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What Nova Scotia Power wants to keep hush-hush as it seeks rate increase

The province’s regulator is being urged to deny Nova Scotia Power’s request to conceal reports on executive compensation, bonuses, government lobbying activity, and even some public court records, as it seeks to raise electricity rates by 10 per cent.

Intervenors have filed objections to confidentiality claims asserted by the utility in its response to written questions posed by various parties in the rate application, which will be heard by regulators in September.

Daniel Boyle, representing the Department of Natural Resources and Renewables, said historically the company has not tried to withhold information on executive compensation, and warned the regulator against “establishing any precedent in this proceeding.”

“While [the department] appreciates the desire of NS Power to shield this information, there is no reasonable justification for the executives of a business engaged in a regulated monopoly to receive top-ups to unidentified, secret ceilings,” Boyle wrote in a five-page objection letter.

Consumer advocate Bill Mahody, who represents residential customers, and the industrial group representing large NSP customers also filed objections last week. The Nova Scotia Utility and Review Board has given Nova Scotia Power until Friday to respond.

Reports would be withheld from public, speakers

Nova Scotia Power wants reports on executive compensation prepared by Mercer Consulting deemed “board confidential,” which would keep the documents hidden not only from the public, but also from interveners who sign an undertaking to keep the information confidential.

The reports are described as an assessment of the competitiveness of payments to utility executives. Only a portion of executive compensation—up to the level of a provincial deputy minister—is recovered in rates; the rest comes from parent company Emera.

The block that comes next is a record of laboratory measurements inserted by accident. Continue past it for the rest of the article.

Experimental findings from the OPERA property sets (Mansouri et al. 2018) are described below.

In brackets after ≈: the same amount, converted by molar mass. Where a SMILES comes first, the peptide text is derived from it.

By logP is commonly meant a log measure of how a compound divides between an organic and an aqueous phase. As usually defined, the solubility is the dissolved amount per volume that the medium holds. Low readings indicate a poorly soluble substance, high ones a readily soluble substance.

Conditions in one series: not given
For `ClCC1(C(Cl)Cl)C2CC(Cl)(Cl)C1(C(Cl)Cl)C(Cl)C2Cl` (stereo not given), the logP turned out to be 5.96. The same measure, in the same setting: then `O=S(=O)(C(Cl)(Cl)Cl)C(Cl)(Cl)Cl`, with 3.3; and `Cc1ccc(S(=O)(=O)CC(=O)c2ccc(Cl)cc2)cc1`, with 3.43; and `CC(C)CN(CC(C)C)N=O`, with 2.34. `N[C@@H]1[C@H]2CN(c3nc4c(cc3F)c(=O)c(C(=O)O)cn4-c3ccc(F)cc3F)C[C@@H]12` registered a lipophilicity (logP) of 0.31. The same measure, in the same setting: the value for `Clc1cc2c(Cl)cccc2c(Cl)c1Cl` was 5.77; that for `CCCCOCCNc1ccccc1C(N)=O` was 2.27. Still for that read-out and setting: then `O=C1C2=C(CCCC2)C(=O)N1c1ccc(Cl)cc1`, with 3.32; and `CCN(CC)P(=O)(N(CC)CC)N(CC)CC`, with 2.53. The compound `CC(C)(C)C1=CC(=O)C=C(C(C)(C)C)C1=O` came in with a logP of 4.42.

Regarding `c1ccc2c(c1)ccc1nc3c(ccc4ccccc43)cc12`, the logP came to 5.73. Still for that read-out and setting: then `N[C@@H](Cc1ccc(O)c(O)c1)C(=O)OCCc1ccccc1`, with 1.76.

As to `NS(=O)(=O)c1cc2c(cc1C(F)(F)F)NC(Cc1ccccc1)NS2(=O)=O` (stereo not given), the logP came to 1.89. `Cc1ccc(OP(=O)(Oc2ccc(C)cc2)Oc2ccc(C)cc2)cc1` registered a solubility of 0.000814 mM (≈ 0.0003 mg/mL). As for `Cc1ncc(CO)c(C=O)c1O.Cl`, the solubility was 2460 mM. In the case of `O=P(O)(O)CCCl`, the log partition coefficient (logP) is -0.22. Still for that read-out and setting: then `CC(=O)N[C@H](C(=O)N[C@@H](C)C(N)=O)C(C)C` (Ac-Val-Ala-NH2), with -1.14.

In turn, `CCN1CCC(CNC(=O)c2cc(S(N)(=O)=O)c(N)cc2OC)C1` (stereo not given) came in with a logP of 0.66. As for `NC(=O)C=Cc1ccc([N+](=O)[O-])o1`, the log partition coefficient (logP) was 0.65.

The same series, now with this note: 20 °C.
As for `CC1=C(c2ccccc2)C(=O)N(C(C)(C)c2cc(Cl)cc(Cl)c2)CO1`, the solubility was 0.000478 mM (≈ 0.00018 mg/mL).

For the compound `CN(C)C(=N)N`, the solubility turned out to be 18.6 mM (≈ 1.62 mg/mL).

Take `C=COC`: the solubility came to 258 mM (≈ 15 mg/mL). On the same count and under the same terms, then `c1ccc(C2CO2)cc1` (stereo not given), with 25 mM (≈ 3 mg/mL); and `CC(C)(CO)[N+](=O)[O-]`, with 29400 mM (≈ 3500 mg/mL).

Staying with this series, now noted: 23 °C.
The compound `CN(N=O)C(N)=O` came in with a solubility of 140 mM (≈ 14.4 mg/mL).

“What we’re looking for is disclosure of those reports so that we can come to an understanding as to whether or not they do justify executive compensation,” Mahody told CBC News.

The province and Mahody’s objections to “board only” or “super confidentiality” are supported by the industrial group and Dalhousie University, which has objected to 14 other confidentiality claims asserted by Nova Scotia Power, including:

  • Generic approaches to cybersecurity.

  • The number and percentage of employees receiving a bonus per year.

  • Average annual forecasted cost for legal and labor expenses in an ongoing dispute with the Canada Revenue Agency.

  • Hydrodam decommissioning studies.

In most cases, Nova Scotia Power says disclosure involves commercially sensitive information or third-party proprietary information.

Not justified, says lawyer

But industrial group lawyer Nancy Rubin says it’s not justified. She says Nova Scotia Power redacted the name of the supplier in a long-term natural gas contract that ended in October 2010 based on “commercial information.”

“It is unclear what ‘commercial value’ may be associated with this long-expired contract. In any event, the identity of Shell, as the counterparty, has been in the public domain for decades,” she said, noting it had been thoroughly discussed by the board in 2012.

Rubin also says Nova Scotia Power wants to keep confidential various court notices filed in an ongoing dispute with the Canada Revenue Agency even though “these documents are already in the public domain and anyone may obtain a copy on request.”

In a statement to CBC News, Nova Scotia Power says it supports transparency and always tries to minimize the information that requires confidential treatment.

“We are currently reviewing this request and will respond through the regulatory process,” spokesperson Mina Atia said.

Province says compensation info is relevant

The Department of Natural Resources and Renewables declined to make its minister available for an interview.

Speaking for the department, Adele Poirier said in a statement “we believe executive compensation is relevant in these proceedings and this information needs to be available so that effective submissions can be made on behalf of ratepayers.”

“We have confidence the [Nova Scotia Utility and Review Board] will hear all the information and deliver a decision that is fair for ratepayers,” Poirier added.

Speakers have until June 7 to respond to NSP.

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